Book review: ‘The Baghdad Clock’ is a magical take on life in Iraq

“The Baghdad Clock” was shortlisted for the International Prize for Arabic Fiction in 2018. (Shutterstock)
Updated 30 June 2018

Book review: ‘The Baghdad Clock’ is a magical take on life in Iraq

CHICAGO: Shortlisted for the International Prize for Arabic Fiction in 2018, Shahad Al-Rawi’s extraordinary debut novel, “The Baghdad Clock,” turns life in embattled Iraq into a fantastical world of characters and memories that serve as fuel for those who have lived and loved through the years of war. The book follows two young girls who first meet in a shelter during Operation Desert Storm in 1991 and tells the story of their unyielding spirit in the face of a crumbling Iraq.
Al-Rawi’s reader is immediately drawn into the world she has created with her narrator’s sense of childlike wonder. Through the eyes of a young girl, the reader is invited into a Baghdad one may not have visited before. Along with a best friend named Nadia, the narrator takes the reader on a journey brimming with magical realism, in which reality and dreams are intertwined.
The author does an incredible job of painting a portrait of a neighborhood in Baghdad, with its ups and downs, its scandals and vibrancy, despite the surrounding planes, rockets and political upheaval. The reader grows with Al-Rawi’s characters, living life with them, losing life with them and navigating through their sorrows and joys. Between the Ma’mun Tower and the Baghdad Clock, first loves are found, school protests are had, honor is upheld and the fear of loneliness is explored through war and harsh sanctions that change the face of the city and the lives within it.

Due to sanctions, the loss of the neighborhood and its inhabitants, of gardens and roses, of pomegranate trees and orange blossoms, is gradual and inevitable. Life, Al-Rawi writes, withdraws “into distant rooms.” Her narrator’s neighborhood school turns into a military barrack and missile depot. One by one, neighbors leave and friends depart for safer shores. The choice of whether to stay or to go becomes harder as sanctions choke the city.

Al-Rawi writes beautifully of characters who immediately captivate you — characters who are relatable, but also imbued with a sense of magic. The life she writes of has an ethereal overlay, as if life is about much more than just living through war. In a country so often dehumanized by politics, Al-Rawi reminds us of the stories and people that make Iraq what it is.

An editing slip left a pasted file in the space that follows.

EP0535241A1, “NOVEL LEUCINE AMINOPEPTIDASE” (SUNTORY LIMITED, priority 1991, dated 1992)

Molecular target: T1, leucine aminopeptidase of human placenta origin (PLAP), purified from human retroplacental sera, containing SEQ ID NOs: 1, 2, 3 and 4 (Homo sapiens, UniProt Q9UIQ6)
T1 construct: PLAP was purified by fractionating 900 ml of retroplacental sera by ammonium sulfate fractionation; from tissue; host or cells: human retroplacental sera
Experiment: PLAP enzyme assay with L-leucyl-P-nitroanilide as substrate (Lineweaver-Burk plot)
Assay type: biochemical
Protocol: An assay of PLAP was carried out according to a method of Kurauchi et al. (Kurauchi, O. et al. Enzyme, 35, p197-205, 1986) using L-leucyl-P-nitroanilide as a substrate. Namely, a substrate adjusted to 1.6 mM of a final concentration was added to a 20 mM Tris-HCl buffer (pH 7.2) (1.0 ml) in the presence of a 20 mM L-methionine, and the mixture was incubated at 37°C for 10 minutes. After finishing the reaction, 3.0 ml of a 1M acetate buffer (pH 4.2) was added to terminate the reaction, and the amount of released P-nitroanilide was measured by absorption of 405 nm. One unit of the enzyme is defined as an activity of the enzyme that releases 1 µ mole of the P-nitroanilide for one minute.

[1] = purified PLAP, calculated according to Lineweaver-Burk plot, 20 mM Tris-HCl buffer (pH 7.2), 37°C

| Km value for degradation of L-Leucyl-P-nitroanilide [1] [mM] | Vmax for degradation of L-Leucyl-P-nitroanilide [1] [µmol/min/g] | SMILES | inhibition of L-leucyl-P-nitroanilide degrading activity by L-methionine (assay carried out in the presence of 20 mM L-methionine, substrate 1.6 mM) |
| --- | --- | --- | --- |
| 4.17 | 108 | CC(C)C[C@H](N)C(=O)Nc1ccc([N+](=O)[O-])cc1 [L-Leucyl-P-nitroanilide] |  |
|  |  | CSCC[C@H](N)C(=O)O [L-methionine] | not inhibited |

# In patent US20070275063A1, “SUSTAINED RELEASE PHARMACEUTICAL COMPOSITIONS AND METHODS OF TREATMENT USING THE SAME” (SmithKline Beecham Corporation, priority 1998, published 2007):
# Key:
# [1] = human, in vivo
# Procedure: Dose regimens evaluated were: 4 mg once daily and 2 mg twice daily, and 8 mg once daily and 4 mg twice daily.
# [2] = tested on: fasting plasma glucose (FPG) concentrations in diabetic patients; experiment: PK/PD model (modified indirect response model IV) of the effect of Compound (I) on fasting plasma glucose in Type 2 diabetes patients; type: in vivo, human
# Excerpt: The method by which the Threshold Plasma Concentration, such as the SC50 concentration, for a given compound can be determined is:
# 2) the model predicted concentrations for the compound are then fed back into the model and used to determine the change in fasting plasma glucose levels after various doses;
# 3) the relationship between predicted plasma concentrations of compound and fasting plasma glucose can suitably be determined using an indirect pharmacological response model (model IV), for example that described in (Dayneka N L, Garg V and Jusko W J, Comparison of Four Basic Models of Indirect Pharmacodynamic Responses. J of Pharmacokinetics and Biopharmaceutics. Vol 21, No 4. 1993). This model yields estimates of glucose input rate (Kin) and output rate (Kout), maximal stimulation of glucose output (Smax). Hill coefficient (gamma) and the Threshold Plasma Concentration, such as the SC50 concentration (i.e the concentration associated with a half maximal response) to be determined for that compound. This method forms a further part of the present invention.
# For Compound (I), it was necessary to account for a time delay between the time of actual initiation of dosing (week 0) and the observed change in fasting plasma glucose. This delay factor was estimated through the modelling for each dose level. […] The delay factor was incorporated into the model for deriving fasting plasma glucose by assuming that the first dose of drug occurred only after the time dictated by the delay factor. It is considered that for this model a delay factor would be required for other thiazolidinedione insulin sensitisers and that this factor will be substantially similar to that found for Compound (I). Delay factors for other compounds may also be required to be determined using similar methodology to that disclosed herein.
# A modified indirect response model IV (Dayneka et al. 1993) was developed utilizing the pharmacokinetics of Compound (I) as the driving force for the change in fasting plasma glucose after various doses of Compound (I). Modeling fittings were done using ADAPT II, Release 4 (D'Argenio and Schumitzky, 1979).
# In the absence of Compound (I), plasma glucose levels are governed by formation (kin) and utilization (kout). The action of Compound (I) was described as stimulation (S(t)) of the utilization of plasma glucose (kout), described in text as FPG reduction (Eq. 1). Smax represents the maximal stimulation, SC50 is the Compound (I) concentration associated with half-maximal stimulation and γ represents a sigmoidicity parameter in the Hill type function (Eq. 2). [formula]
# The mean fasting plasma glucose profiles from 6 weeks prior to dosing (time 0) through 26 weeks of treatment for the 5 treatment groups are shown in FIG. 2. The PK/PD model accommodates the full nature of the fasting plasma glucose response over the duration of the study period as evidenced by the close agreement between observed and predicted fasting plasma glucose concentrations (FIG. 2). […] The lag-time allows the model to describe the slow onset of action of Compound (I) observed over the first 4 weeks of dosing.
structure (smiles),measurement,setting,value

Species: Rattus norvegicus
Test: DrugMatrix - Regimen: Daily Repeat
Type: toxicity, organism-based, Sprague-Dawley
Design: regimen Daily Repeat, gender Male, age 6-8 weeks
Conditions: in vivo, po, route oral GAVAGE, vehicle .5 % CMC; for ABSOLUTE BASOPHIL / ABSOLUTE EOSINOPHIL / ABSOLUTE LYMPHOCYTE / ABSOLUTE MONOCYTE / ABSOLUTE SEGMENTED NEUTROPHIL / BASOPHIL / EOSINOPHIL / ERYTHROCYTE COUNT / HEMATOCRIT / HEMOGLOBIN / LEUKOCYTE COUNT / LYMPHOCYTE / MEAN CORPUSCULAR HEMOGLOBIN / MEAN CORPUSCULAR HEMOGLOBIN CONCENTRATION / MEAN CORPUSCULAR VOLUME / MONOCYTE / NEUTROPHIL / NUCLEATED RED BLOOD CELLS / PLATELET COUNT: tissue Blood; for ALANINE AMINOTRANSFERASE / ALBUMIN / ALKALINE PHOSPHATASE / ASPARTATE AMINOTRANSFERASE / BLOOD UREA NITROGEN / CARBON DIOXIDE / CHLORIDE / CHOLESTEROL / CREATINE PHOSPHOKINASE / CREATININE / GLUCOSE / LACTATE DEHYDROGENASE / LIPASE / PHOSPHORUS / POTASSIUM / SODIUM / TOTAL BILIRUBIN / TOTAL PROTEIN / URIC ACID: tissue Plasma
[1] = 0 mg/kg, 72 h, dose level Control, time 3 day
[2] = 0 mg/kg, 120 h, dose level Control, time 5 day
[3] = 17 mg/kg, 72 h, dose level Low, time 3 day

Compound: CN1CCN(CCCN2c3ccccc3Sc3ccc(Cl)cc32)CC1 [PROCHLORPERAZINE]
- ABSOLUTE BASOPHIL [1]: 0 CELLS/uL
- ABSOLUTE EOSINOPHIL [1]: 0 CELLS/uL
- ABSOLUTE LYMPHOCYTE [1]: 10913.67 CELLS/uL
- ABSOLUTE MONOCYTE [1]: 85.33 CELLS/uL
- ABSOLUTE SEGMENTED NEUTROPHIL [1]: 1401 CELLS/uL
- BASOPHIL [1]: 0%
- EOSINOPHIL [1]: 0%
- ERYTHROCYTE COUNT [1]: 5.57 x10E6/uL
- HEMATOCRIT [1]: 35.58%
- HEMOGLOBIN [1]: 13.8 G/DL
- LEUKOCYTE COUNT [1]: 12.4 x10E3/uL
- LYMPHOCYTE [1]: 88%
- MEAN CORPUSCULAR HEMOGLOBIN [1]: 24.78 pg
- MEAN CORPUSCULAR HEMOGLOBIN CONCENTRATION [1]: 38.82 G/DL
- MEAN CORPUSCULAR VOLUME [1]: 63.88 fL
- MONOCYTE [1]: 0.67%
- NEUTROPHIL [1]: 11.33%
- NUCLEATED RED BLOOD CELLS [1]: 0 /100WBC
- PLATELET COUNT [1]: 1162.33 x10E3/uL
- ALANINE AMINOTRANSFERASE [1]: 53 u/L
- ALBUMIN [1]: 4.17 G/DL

First published in Arabic in 2016 by Dar Al-Hikma, Shahad Al Rawi’s debut novel was translated by Luke Leafgren, translator and assistant dean of Harvard College, and published by Oneworld Publications in 2018. Al-Rawi is a writer and novelist and currently pursuing a PhD in anthropology in Dubai.


What We Are Reading Today; Goya: A Portrait of the Artist by Janis Tomlinson

Updated 53 min 34 sec ago

What We Are Reading Today; Goya: A Portrait of the Artist by Janis Tomlinson

The life of Francisco Goya (1746–1828) coincided with an age of transformation in Spanish history that brought upheavals in the country’s politics and at the court which Goya served, changes in society, the devastation of the Iberian Peninsula in the war against Napoleon, and an ensuing period of political instability. 

In this revelatory biography, Janis Tomlinson draws on a wide range of documents—including letters, court papers, and a sketchbook used by Goya in the early years of his career—to provide a nuanced portrait of a complex and multifaceted painter and printmaker, whose art is synonymous with compelling images of the people, events, and social revolution that defined his life and era.Tomlinson challenges the popular image of the artist as an isolated figure obsessed with darkness and death, showing how Goya’s likeability and ambition contributed to his success at court, and offering new perspectives on his youth, rich family life, extensive travels, and lifelong friendships. She explores the full breadth of his imagery—from scenes inspired by life in Madrid to visions of worlds without reason, from royal portraits to the atrocities of war. 

She sheds light on the artist’s personal trials, including the deaths of six children and the onset of deafness in middle age, but also reconsiders the conventional interpretation of Goya’s late years as a period of disillusion, viewing them instead as years of liberated artistic invention, most famously in the murals on the walls of his country house, popularly known as the “black” paintings.

A monumental achievement, Goya: A Portrait of the Artist is the definitive biography of an artist whose faith in his art and his genius inspired paintings, drawings, prints, and frescoes that continue to captivate, challenge, and surprise us two centuries later.